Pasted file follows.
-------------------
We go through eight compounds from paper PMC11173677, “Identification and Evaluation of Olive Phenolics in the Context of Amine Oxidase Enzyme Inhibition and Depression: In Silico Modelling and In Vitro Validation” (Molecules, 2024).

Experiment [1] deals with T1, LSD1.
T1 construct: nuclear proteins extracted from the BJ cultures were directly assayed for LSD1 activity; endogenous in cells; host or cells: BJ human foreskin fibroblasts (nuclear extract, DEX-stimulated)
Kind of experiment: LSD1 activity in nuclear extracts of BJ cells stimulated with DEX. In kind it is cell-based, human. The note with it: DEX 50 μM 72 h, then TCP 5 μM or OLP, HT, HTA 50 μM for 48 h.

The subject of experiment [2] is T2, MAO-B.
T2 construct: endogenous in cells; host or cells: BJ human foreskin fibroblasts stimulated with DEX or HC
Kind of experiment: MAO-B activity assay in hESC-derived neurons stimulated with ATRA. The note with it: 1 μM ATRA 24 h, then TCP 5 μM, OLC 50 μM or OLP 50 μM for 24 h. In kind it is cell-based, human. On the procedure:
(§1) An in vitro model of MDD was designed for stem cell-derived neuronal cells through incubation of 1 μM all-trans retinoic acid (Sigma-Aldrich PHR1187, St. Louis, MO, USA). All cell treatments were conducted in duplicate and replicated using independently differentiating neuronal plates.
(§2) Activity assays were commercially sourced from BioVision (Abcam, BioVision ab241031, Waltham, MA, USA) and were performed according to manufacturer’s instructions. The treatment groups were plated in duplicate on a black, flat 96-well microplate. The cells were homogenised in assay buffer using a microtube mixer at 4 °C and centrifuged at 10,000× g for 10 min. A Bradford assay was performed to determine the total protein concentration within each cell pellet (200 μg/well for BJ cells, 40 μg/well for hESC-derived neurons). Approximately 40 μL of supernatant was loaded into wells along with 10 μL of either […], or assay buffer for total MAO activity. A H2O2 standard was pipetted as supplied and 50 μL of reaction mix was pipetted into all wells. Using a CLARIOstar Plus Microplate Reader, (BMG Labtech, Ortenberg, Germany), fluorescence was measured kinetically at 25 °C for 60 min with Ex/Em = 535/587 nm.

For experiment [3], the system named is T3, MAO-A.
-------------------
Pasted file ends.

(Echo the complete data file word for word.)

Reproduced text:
We go through eight compounds from paper PMC11173677, “Identification and Evaluation of Olive Phenolics in the Context of Amine Oxidase Enzyme Inhibition and Depression: In Silico Modelling and In Vitro Validation” (Molecules, 2024).

Experiment [1] deals with T1, LSD1.
T1 construct: nuclear proteins extracted from the BJ cultures were directly assayed for LSD1 activity; endogenous in cells; host or cells: BJ human foreskin fibroblasts (nuclear extract, DEX-stimulated)
Kind of experiment: LSD1 activity in nuclear extracts of BJ cells stimulated with DEX. In kind it is cell-based, human. The note with it: DEX 50 μM 72 h, then TCP 5 μM or OLP, HT, HTA 50 μM for 48 h.

The subject of experiment [2] is T2, MAO-B.
T2 construct: endogenous in cells; host or cells: BJ human foreskin fibroblasts stimulated with DEX or HC
Kind of experiment: MAO-B activity assay in hESC-derived neurons stimulated with ATRA. The note with it: 1 μM ATRA 24 h, then TCP 5 μM, OLC 50 μM or OLP 50 μM for 24 h. In kind it is cell-based, human. On the procedure:
(§1) An in vitro model of MDD was designed for stem cell-derived neuronal cells through incubation of 1 μM all-trans retinoic acid (Sigma-Aldrich PHR1187, St. Louis, MO, USA). All cell treatments were conducted in duplicate and replicated using independently differentiating neuronal plates.
(§2) Activity assays were commercially sourced from BioVision (Abcam, BioVision ab241031, Waltham, MA, USA) and were performed according to manufacturer’s instructions. The treatment groups were plated in duplicate on a black, flat 96-well microplate. The cells were homogenised in assay buffer using a microtube mixer at 4 °C and centrifuged at 10,000× g for 10 min. A Bradford assay was performed to determine the total protein concentration within each cell pellet (200 μg/well for BJ cells, 40 μg/well for hESC-derived neurons). Approximately 40 μL of supernatant was loaded into wells along with 10 μL of either […], or assay buffer for total MAO activity. A H2O2 standard was pipetted as supplied and 50 μL of reaction mix was pipetted into all wells. Using a CLARIOstar Plus Microplate Reader, (BMG Labtech, Ortenberg, Germany), fluorescence was measured kinetically at 25 °C for 60 min with Ex/Em = 535/587 nm.

For experiment [3], the system named is T3, MAO-A.